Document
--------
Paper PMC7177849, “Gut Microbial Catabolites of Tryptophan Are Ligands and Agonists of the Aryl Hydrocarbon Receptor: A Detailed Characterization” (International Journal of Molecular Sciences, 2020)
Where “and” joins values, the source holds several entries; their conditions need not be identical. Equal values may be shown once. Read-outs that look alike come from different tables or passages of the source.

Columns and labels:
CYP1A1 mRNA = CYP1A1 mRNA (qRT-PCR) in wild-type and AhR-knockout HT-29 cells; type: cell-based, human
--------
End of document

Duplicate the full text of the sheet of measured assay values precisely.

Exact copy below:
Paper PMC7177849, “Gut Microbial Catabolites of Tryptophan Are Ligands and Agonists of the Aryl Hydrocarbon Receptor: A Detailed Characterization” (International Journal of Molecular Sciences, 2020)
Where “and” joins values, the source holds several entries; their conditions need not be identical. Equal values may be shown once. Read-outs that look alike come from different tables or passages of the source.

Columns and labels:
CYP1A1 mRNA = CYP1A1 mRNA (qRT-PCR) in wild-type and AhR-knockout HT-29 cells; type: cell-based, human